When there were no safe spaces to be gay, Polari allowed gay men to identify and communicate with each other, and to keep things secret from outsiders.
Professor Paul Baker, author of the Polari dictionary and the upcoming book Fabulosa! The Story of Polari, Britain’s Secret Gay Language, explains how Polari emerged from criminal cant and London’s theatres and docks to be used a code language for gay men in the oppressive 1950s - and then, not long after, it entered the slang lexicons of the general public, via popular sketch comedy and the mouth of an annoyed princess.Read More
Throughout the year, the people who appear on the Allusionist tell me a lot of interesting stuff. Not all of which is relevant to the episode they initially appeared in, so I stash it away in preparation for this moment: the annual bonus episode! Get ready for gory 19th century London slang, the rise and fall of superhero capes, the post-WW1 trend for nudism, and more.Read More
You are born and raised in a household speaking a language. Then you start going to school, and that language is banned. If you speak it, you'll be punished physically or psychologically. Across your country, there are people like you who associate their first language with shame, or not even being a language at all.
This is the predicament of the Scots language.
Scots language campaigners Ishbel McFarlane and Michael Dempster recount how Scots was sent into the shadows, and how it is at long last returning to public.Read More
There are two main places in the world where the Welsh language is spoken: Wales, and the Chubut Province in Patagonia. How did this ancient language take root in rural Argentina, 12,000 miles away from its home base?Read More
Charles Dickens wrote about the plight of the impoverished and destitute members of British society. So how come his name is a synonym for rosy-cheeked, full-stomached, fattened-goose, hearty merry "God bless us every one" Christmas?
Avery Trufelman and Katie Mingle of 99% Invisible report from the streets of Victorian London at the annual Dickens Christmas Fair in Daly City, California, while historian Greg Jenner explains the origins of the festive traditions for which Dickens gets the credit, without even wanting the credit - in fact, his motivation for writing A Christmas Carol was far from a cash-in on Christmas.Read More
“You keep using that word. I do not think it means what you think it means.” Hrishikesh Hirway of Song Exploder wants people to stop saying 'namaste' after a yoga session.Read More
"Recognizing someone's humanity is crucial. Calling someone a migrant, calling someone an asylum seeker, calling them a refugee: these are official categories. But in many ways, depending on how they use them, they can change and become more negative."
So says propaganda and migration specialist Emma Briant, explaining the dangers of conflating and misusing the terms that apply to humans on the move. And British-Asian-but-kinda-not author Nikesh Shukla wonders where he's from - where he is really from.Read More
iTUNES • RSS • SOUNDCLOUD • MP3
There's an ocean between Britain and the USA, but an even wider division between each country's use of a particular word: 'please'.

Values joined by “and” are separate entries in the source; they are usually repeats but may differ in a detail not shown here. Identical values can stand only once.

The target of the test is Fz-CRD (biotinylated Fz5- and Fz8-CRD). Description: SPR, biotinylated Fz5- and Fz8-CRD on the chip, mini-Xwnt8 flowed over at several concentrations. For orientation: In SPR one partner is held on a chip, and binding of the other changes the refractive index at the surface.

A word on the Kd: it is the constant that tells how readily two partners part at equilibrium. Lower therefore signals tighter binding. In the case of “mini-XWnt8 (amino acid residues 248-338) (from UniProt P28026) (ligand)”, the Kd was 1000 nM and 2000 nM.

Linguists Lynne Murphy and Rachele De Felice explain how one nation's obsequiousness is another nation's obnoxiousness.
PLEASE, READ MORE ABOUT IT:
- Lynne Murphy’s blog is Separated By A Common Language. She has written about ‘please’ and ‘please’ in restaurants.
- Anthropologist David Graeber considers the reciprocity in using these niceties.
- “We should use "please" and "thank you" selectively so we don't confuse each other about the difference between favors and obligations”.
- Why do the British say ‘sorry’ so much?
- This claims to be a history of etiquette, but is mainly about forks. Get the forks right, and the rest follows (or so the fork tyrants would have you believe).
- Emily Post may have died in 1960, but she’s still looking out for your manners. Keeping the Post flag politely flying, her great-great-grandchildren host the Awesome Etiquette podcast.
- There's a transcript of this episode at theallusionist.org/transcripts/please.
TREAT YOURSELF FROM BRAIN TO FEET WITH TODAY'S SPONSORS:
BOMBAS. Go to bombas.com/allusionist and use the offer code allusionist at checkout for 20% off Bombas's expertly engineered socks. They're available in several colours; I went straight for the neon yellow. My feet look like highlighter pens. (This is good.)
THE GREAT COURSES PLUS. Visit thegreatcoursesplus.com/Allusion to stream any of their video lectures for free for 30 days. There are thousands to choose from, so what does your brain want to learn? Latin? Forensic science? Public speaking? Or you can master chess along with me.
1. ...at the theatre at Ace Hotel in Los Angeles on 4th May 2016 for our first ever live extravaganza. Most of the shows will be there, performing new stories. It'll be excellent! I'm going, are you? Get your tickets at radiotopia.fm/ace
2. ...as a member of the collective. We're looking for our next podcast. If you have an idea for a podcast - something intriguing, original, striking, that you can see yourself working on for years - submit it to Podquest by 17th April.
MAILCHIMP'S RANDOMLY SELECTED WORD FROM THE DICTIONARY:
- Lynne Murphy's blog is separatedbyacommonlanguage.blogspot.com and she is @lynneguist on Twitter. Rachele De Felice is @racagain on Twitter. If you're interested in linguistics, follow them!
- This episode was produced by me, Helen Zaltzman, with music by Martin Austwick.
- Please find me at facebook.com/allusionistshow, twitter.com/allusionistshow and twitter.com/helenzaltzman.
Please come back for another episode in two weeks.